One of my biggest personal strengths is that I’m what you might call a ‘visionary’: I think and see long-term, and big-picture. But if I let myself be carried away with what I envision, it’s easy for me to get lost in what ‘could be’, and that can lead to frustrations when the present doesn’t resemble the vision. That’s why it’s also one of my biggest weaknesses. To prevent this, I always have to remind myself that I’m not in charge, Jesus is. This is one of the reasons why I love today’s Gospel passage.
This scene between Jesus and Peter has become rather iconic for us as Catholics. I bet most of us here can quote at least part of these famous lines. And so it’s easy for us to get lost in the ‘big picture’ of what Jesus is saying to Peter and ignore that the true greatness of this passage lies not so much in the ‘big picture’, but in the small details of Jesus’ words.
In His response to Peter’s profession of faith, Jesus says, And I tell you, you are Peter, and on this rock I will build my church (Mt 16:18). Now this passage is most frequently used to explain Peter’s primacy or leadership of the Apostles and the beginnings of the Papacy. And it does this, but it also says so much more.
Notice how Jesus speaks of the Church as His Church? I will build my church (Mt 16:18). He didn’t call it Peter’s Church; He didn’t call it the Apostle’s Church; He didn’t give it to anyone. The Church belongs to Jesus (cf. Col 1:18)! It’s His Church, not Peter’s, not the Pope’s, not the Archbishop’s, not mine, not even yours or ours… It is Jesus’ Church! This is really important point: I wouldn’t be able to repeat it enough.
You see, in Baptism we were baptised not just into a community, but into Christ (cf. Rom 6:3; Gal 3:27). Through Baptism we belong to Jesus: He purchased us with His blood (cf. 1 Pet 1:18-19; 1 Cor 6:20). That’s why we often refer to the Church as the ‘Body of Christ’ (JPII, General Audience, Nov. 1991; cf. 1 Cor 12:27).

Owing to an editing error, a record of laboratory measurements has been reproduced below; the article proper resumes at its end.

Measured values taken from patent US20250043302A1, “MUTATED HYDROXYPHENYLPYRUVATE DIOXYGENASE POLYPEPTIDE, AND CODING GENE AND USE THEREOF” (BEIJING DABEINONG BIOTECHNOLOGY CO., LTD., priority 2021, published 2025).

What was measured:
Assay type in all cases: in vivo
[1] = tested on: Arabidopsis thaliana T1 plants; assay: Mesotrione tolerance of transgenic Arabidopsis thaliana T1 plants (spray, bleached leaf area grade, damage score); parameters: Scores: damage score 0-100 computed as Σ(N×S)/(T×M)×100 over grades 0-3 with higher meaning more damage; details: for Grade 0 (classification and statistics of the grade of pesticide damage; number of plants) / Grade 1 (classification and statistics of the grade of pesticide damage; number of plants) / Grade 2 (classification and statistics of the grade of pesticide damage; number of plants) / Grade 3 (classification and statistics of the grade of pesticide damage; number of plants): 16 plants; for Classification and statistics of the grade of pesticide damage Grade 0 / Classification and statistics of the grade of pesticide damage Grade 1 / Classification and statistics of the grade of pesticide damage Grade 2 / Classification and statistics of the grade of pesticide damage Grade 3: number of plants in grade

Our membership in the Church isn’t one of ownership, but one of participation: we don’t own the Church, rather we belong to her because we belong to Jesus. That means, then, that none of us own the Church — not even the Pope —, but all of us are children and servants of the Church. Jesus Christ is her Master, not us. This has been the guiding principle of all of the Church’s teachings: they’re not hers, they’re Christ’s teachings. How often we forget this detail!
But notice also how He’s not merely the ‘owner’ of the Church, He’s also her builder: I will build my church (Mt 16:18). We must never forget that the Church exists not because of what we say or do, but because Christ is building her up. The Church has existed almost 2000 years not because we’ve had great Popes, Bishops and Saints — anyone who’s read the history of the Church knows we’ve had some pretty terrible people over the centuries. But the Church has lasted so long because it’s Jesus who acts in and through her, despite sinful people. It’s Jesus and the Holy Spirit who build the Church; who make Saints in every age according to what’s needed; who lead and guide the Church; who build her, perfect her, expand her. We must never think that the Church depends on us; she depends, and must always depend, only on Jesus Christ. Our task as members of the Church is to make ourselves open and available for the Spirit to work in us; the rest will follow from this according to God’s plan.
And finally, notice how Jesus adds and the gates of Hades will not prevail against it (Mt 16:18). No matter how bad things get in the world, no matter how confusing things get in the Church, not matter how wrong (or how mean) a Priest or a Bishop might be, the Church will never be lost, Hell will not prevail against her. The moment we think everything’s ‘going to Hell in a hand basket’ and that the Church is lost, pride and fear take over and we make Jesus out to be a liar, and we cause scandal and division in the Church — just look as how many different Christian groups there are.
The Church isn’t ours: she doesn’t belong to us, nor does her survival depend on you or me. The Church belongs to Jesus, who is her source of life and her guarantee. That’s why, my brothers and sisters, we must never loose hope, never despair. The Church doesn’t depend on mere mortals, but on Jesus Christ, who has conquered sin and death and sits at the right hand of the Father. We only need to trust in Him, and open our hearts so that the Spirit might work in us to build us up into holy members of His Church; that we might become living stones in that Church (cf. 1 Pet 2:4-5). Amen.